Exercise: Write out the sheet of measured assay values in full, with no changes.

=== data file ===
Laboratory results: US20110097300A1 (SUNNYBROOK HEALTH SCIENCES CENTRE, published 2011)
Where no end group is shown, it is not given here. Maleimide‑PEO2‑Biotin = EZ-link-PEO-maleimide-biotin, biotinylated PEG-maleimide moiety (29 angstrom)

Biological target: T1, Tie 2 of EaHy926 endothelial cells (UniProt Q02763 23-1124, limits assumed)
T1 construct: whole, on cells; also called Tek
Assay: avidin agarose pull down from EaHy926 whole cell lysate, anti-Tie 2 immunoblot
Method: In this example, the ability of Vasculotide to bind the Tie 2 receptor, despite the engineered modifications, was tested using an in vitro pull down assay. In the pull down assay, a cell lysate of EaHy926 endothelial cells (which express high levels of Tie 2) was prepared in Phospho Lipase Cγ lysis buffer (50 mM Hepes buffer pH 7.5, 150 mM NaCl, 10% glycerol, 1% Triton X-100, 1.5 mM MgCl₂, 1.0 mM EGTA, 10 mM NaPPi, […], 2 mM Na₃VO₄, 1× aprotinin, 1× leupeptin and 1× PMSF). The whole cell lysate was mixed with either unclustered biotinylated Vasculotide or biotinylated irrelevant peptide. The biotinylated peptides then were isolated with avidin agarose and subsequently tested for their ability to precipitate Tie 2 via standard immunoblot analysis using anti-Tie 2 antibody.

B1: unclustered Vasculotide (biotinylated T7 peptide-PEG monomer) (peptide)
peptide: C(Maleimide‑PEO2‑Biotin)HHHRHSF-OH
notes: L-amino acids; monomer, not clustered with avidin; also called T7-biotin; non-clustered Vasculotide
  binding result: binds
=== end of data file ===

Laboratory results: US20110097300A1 (SUNNYBROOK HEALTH SCIENCES CENTRE, published 2011)
Where no end group is shown, it is not given here. Maleimide‑PEO2‑Biotin = EZ-link-PEO-maleimide-biotin, biotinylated PEG-maleimide moiety (29 angstrom)

Biological target: T1, Tie 2 of EaHy926 endothelial cells (UniProt Q02763 23-1124, limits assumed)
T1 construct: whole, on cells; also called Tek
Assay: avidin agarose pull down from EaHy926 whole cell lysate, anti-Tie 2 immunoblot
Method: In this example, the ability of Vasculotide to bind the Tie 2 receptor, despite the engineered modifications, was tested using an in vitro pull down assay. In the pull down assay, a cell lysate of EaHy926 endothelial cells (which express high levels of Tie 2) was prepared in Phospho Lipase Cγ lysis buffer (50 mM Hepes buffer pH 7.5, 150 mM NaCl, 10% glycerol, 1% Triton X-100, 1.5 mM MgCl₂, 1.0 mM EGTA, 10 mM NaPPi, […], 2 mM Na₃VO₄, 1× aprotinin, 1× leupeptin and 1× PMSF). The whole cell lysate was mixed with either unclustered biotinylated Vasculotide or biotinylated irrelevant peptide. The biotinylated peptides then were isolated with avidin agarose and subsequently tested for their ability to precipitate Tie 2 via standard immunoblot analysis using anti-Tie 2 antibody.

B1: unclustered Vasculotide (biotinylated T7 peptide-PEG monomer) (peptide)
peptide: C(Maleimide‑PEO2‑Biotin)HHHRHSF-OH
notes: L-amino acids; monomer, not clustered with avidin; also called T7-biotin; non-clustered Vasculotide
  binding result: binds